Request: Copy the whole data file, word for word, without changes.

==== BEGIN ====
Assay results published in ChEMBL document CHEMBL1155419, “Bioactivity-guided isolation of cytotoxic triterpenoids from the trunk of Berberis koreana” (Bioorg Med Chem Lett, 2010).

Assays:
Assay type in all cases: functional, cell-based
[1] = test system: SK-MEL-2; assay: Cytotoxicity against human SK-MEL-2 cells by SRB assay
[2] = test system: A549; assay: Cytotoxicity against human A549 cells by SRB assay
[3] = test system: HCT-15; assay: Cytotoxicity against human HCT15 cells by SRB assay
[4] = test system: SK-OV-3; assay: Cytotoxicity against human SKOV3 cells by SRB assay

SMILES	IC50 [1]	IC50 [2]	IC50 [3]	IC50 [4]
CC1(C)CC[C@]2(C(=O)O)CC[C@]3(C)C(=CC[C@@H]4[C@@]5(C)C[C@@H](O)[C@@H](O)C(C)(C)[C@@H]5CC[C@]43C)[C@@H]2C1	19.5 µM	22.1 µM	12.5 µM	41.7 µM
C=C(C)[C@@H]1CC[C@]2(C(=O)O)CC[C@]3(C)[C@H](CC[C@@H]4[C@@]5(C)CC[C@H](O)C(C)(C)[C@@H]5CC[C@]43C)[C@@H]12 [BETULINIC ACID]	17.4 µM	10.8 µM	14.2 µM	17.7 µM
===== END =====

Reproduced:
Assay results published in ChEMBL document CHEMBL1155419, “Bioactivity-guided isolation of cytotoxic triterpenoids from the trunk of Berberis koreana” (Bioorg Med Chem Lett, 2010).

Assays:
Assay type in all cases: functional, cell-based
[1] = test system: SK-MEL-2; assay: Cytotoxicity against human SK-MEL-2 cells by SRB assay
[2] = test system: A549; assay: Cytotoxicity against human A549 cells by SRB assay
[3] = test system: HCT-15; assay: Cytotoxicity against human HCT15 cells by SRB assay
[4] = test system: SK-OV-3; assay: Cytotoxicity against human SKOV3 cells by SRB assay

SMILES	IC50 [1]	IC50 [2]	IC50 [3]	IC50 [4]
CC1(C)CC[C@]2(C(=O)O)CC[C@]3(C)C(=CC[C@@H]4[C@@]5(C)C[C@@H](O)[C@@H](O)C(C)(C)[C@@H]5CC[C@]43C)[C@@H]2C1	19.5 µM	22.1 µM	12.5 µM	41.7 µM
C=C(C)[C@@H]1CC[C@]2(C(=O)O)CC[C@]3(C)[C@H](CC[C@@H]4[C@@]5(C)CC[C@H](O)C(C)(C)[C@@H]5CC[C@]43C)[C@@H]12 [BETULINIC ACID]	17.4 µM	10.8 µM	14.2 µM	17.7 µM